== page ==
I checked the inverter capacitors which were also fine
Finally, you have access to one of the troubleprone circuits, the left side (bottom view) keypad, which includes the VOLUME sliders. There I found still more crud. This should be a reminder for all of us: cover the SY77 when not in use!. All keys leak dirt to the underside switch, and that does not help to keed them working fine
By now, I left it aside, as my interest was first to fix the LCD backlight and then work backwards. The LCD can be seen once you remove the keypad circuit
An important hint: as you can see in the pictures, the LCD PCB has a couple of small capacitors, which seem very prone to leak. Those should be removed, carefully cleaned with alcohol all the leakage, and then replaced. They were 4.7uF/35V and 10uF/16V units. On that size I had just 10uF/25V units, and I replaced both with them. It is not critical and 25V is enough on those circuits
Once you get the LCD PCB out, you can see the backlight connection
As the instructions of the replacement unit said, sometimes the backlight is glued, as was on my case. So I left the old one and put over the new one, with the pink side up. It is important to isolate the old contacts, so I put some Kapton tape on them
Another thing which I found was a problem, is that dirt deposits on the LCD and, as it is so hard to reach that point to clean it, I decided to improvise a fix. I added some foam strips, all around the LCD, in a way which should make it invisible from the top, but assuring dirt will not get into so easily
As this adds some height to the LCD assembly, I put some Nylon washers, held by an small dab of glue
That way it fitted perfectly, with enough pressure on the foam strips to get a good seal.
I placed the LCD back, hoping the backlight would work. You won't know until all is back again!
Then the keypad restoration began. First, I carefully cleaned all dirt form the PCB. Then the function keys assemble should be removed, at least partially, in order to access to the switches below. Be careful with this, as the plastic keys are delicate and can break. Work slowly, with a fine tip flat blade screwdriver, until you get the assembly dislodged from the glue tape, which can be reused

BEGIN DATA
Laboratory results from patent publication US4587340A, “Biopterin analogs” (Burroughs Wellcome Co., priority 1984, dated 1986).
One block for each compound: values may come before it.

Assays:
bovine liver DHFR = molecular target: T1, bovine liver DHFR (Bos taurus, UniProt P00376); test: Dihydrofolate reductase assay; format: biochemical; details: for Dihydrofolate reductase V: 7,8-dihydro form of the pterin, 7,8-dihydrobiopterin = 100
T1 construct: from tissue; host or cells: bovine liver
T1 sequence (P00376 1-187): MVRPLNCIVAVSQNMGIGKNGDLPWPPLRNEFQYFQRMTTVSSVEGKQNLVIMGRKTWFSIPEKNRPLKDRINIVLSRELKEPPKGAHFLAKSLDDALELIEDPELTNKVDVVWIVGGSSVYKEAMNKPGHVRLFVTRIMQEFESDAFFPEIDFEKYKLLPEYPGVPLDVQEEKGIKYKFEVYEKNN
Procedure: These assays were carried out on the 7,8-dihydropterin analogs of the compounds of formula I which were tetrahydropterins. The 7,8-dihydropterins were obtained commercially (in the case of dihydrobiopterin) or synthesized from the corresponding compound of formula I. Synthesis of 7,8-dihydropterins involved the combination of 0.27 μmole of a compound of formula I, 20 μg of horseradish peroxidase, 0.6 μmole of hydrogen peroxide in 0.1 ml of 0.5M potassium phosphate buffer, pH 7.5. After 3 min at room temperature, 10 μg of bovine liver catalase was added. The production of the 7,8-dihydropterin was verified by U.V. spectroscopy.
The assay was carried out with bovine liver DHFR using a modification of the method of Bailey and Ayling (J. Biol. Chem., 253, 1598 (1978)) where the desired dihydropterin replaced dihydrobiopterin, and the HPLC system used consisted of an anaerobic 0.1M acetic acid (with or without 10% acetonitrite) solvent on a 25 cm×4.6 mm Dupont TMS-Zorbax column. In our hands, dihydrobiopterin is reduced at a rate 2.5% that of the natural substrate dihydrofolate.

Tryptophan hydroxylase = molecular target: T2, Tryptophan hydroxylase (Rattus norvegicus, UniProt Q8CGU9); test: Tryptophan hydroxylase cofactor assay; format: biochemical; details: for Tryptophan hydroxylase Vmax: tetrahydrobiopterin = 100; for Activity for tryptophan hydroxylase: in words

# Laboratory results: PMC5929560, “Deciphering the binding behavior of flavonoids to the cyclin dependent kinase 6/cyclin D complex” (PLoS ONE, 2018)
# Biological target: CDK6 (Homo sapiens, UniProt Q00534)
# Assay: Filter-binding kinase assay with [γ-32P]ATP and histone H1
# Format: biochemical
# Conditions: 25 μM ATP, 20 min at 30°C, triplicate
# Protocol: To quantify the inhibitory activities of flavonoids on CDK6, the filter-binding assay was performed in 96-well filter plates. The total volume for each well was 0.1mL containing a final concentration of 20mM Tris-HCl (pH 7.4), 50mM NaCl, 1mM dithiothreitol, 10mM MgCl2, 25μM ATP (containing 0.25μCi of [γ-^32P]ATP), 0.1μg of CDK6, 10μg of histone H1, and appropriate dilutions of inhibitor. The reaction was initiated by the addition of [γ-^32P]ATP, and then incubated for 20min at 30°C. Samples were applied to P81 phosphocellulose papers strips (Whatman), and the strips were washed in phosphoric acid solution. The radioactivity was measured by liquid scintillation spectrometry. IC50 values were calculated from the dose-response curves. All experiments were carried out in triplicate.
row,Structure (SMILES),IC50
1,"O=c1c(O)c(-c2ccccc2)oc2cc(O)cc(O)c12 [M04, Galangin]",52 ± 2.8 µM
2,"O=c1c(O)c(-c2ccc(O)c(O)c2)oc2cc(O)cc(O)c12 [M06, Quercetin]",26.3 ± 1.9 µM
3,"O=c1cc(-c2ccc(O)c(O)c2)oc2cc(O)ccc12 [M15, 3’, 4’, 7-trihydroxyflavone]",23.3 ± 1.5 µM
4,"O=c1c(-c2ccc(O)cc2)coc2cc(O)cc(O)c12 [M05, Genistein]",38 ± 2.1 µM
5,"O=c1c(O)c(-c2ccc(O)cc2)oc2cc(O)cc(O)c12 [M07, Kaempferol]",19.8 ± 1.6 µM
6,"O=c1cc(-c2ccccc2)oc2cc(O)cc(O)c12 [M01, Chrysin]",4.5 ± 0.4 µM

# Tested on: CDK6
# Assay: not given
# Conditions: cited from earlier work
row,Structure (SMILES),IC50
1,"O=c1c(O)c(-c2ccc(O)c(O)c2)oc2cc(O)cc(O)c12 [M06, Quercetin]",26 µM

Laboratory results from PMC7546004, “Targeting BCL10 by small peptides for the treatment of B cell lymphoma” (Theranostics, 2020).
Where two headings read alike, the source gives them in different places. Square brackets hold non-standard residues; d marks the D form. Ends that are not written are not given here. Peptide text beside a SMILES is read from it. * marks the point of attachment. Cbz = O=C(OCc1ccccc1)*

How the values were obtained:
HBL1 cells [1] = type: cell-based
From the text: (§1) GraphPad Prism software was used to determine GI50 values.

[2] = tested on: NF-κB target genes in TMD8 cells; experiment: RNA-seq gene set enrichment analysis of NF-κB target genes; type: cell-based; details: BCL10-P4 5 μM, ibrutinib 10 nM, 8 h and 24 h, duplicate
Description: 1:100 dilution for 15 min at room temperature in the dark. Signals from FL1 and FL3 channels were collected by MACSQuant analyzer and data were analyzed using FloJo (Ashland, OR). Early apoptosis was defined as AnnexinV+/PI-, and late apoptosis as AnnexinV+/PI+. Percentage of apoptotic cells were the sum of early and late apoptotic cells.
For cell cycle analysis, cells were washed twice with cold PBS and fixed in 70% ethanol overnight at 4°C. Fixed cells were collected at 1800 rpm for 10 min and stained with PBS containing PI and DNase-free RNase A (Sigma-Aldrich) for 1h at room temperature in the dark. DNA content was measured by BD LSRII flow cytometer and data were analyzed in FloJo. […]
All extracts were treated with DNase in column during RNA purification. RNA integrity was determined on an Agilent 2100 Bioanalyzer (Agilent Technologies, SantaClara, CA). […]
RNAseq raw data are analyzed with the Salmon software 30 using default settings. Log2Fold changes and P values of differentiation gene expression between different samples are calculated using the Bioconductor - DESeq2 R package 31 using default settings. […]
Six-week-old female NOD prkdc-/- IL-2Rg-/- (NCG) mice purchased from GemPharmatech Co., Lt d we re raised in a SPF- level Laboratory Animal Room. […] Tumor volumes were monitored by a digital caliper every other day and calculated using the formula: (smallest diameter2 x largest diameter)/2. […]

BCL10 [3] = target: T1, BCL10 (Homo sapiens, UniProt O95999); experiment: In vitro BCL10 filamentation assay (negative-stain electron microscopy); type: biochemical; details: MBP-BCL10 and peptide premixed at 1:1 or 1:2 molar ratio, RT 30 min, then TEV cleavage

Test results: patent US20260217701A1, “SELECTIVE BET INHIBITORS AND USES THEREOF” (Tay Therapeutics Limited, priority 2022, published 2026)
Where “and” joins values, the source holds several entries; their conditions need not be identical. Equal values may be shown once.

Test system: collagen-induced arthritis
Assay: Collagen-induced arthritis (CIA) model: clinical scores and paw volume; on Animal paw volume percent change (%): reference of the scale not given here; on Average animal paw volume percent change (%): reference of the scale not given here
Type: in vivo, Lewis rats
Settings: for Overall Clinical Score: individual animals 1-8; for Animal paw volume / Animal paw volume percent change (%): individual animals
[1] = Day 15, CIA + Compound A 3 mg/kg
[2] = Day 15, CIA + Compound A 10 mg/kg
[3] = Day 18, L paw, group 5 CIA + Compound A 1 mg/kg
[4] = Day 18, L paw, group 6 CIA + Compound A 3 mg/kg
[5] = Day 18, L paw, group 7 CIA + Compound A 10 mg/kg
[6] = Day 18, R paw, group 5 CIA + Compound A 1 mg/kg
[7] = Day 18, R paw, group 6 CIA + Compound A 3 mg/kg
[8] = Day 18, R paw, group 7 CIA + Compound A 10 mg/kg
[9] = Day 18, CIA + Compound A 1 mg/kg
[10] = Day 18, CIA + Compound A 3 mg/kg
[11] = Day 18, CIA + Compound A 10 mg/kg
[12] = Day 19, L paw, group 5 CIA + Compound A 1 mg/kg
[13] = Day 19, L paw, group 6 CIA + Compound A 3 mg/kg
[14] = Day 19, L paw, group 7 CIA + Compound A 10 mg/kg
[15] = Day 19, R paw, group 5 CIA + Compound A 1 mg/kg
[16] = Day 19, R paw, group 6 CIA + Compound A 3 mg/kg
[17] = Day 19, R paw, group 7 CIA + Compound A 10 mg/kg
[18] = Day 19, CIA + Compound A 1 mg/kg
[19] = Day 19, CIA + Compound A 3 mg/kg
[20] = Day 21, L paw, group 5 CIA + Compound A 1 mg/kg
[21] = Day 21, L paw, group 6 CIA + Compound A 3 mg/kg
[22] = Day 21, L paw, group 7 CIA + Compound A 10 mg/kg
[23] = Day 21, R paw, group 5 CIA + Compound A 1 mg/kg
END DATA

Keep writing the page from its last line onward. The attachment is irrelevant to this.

This is one of the switches... as you ca see, it seems old a tired. Time to retire!
This is what you have once the switches are removed
And these are the new switches. I used good quality OMRON units. I think it is not worth to save on this, buying cheap ones, as the work involved does not justify saving some money and use unbranded units. But this is your take, if you do this
Now it was the turn of the VOLUME sliders. As you probably know, the original manufacturer no longer makes them and only Chinese copies (yes, all of them) can be found now. The manufacturer price for these is less than US$1 each. People selling tham ask US$7-15 each (yes, there is a BIG profit there!). And then, the units they sell are NOT directly suited for this use, as the shaft is lots longer and it is not just a matter of cutting it. You need to also trim laterally them, so the button will slide, fit and keep on place with some pressure. I did the work before soldering them, it is lots easier.
These are the original units, still on place
Side by side comparison between original and replacement units
This is what would happen if you don't trim them!
New sliders, properly trimmed, on the PCB
And then the keypad PCB, with all the switches replaced
Back to its position. I am eager to check the new controls!
Now it was the turn of the right-side (bottom view) keypad assembly
First, you need to carefully remove the shielding over it, noting how it is mounted
This is the keypad PCB, waiting to be unscrewed
For sure, you didn't expect to find a clean PCB, right?
After a careful cleaning and removing all the old switches, it looks pretty well